The MFA DE&I Council would like to see an industry where everyone can thrive, feel heard, supported, and safe to do their best work. Let’s meet the Changers who are sharing their own lived experiencesto inspire us all to change for the better.
In today’s world, the concept of diversity isn’t just a buzzword; it’s a patchwork quilt of individual experiences. My own unique crossroad of identities encompasses being a newbie mum, an immigrant, a Latinx, and a woman. Adding another layer to this crazy mix, I have a toddler, and although we all have our challenges in this crazy post-pandemic life, mine just happens to involve some epic tantrums.
You might expect parenthood to be a well-honed craft after 300,000 years of Homo sapiens history, but – surprise, surprise! – it’s still a wild and uncertain ride. The lack of having a set rulebook to raise kids gives us freedom to adapt, but it also fuels that nagging “impostor-mum-guilt-syndrome”.
In our own workplace of media agencies, working parents are not a new phenomenon, but we are much more aware of individuals’ needs. Agencies have nailed quite a few initiatives to ensure people feel included and seen, but there’s still a lot that we could work on as an industry to make things better.
I’ll take you through three misconceptions I’ve experienced or witnessed since coming back to work:
The Half Day
Some people still assume that when parents duck out of work early, they’re essentially living it up with a half-day vacation. That couldn’t be farther from the truth. Most parents are logging back in after-hours, desperately trying to make up for the “missed time” and burning the midnight oil to ensure nothing gets missed.
On the flip side, there’s a common belief that parents have some magical multitasking power just because they have kids. But let’s be real – there are good days, and then there are those days when your brain feels like it’s on vacation. Yep, we all have those moments when multitasking is a mission impossible. It’s a reminder that, we all are only human, and everyone has their ups and downs.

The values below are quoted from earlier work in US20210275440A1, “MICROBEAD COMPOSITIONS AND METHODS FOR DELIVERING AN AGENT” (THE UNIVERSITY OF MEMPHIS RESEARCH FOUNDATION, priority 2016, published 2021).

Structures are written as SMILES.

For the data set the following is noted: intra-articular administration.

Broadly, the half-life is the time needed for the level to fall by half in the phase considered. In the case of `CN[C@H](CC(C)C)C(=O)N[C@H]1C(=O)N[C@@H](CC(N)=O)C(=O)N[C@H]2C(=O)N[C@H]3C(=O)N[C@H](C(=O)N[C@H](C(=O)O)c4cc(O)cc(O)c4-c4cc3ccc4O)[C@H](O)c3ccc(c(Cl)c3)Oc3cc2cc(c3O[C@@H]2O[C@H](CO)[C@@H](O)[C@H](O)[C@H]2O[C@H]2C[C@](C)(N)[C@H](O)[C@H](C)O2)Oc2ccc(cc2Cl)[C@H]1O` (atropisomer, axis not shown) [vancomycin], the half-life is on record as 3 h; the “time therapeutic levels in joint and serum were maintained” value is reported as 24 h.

The “Mum Brain”
I’m personally guilty of self-labelling with this one. People often assume that parents, especially mothers, become less sharp at work because they’re busy with family stuff. Well, I can confirm, parenthood doesn’t automatically turn your brain into mush (though some days it feels like it). In fact, many parents become super-organised and efficient, squeezing every ounce of productivity out of their work hours. They’ve got priorities straight and a knack for time management that would make any project manager jealous.
If you have someone in your team that is going through the joys of parenthood, I have a few tips that might help both them and you.
Try to be as flexible as you can, respect boundaries (and set them if you are on the other side of the spectrum) and be super clear on what you want to communicate. This will not only help you manage expectations, but it will also encourage a work environment that is overall tolerant to different situations and lifestyles – not only for parents.
At Havas, even though I started recently, I’ve had the opportunity to set expectations and have been met with incredible ease. I feel so grateful to work at a place where I can feel most days that nothing holds me back.
And even though we’re paving the way for a more understanding and inclusive work environment, there’s always room to grow. After all, that’s what makes our industry so exhilarating – the ability to adapt and embrace change.
Begona Loredo is Account Manager at Havas Media Network.
To broaden your understanding of DE&I, complete the SBS Core Inclusion course – Australia’s leading online DE&I training course – available for free to MFA member employees. Access ends December 2023.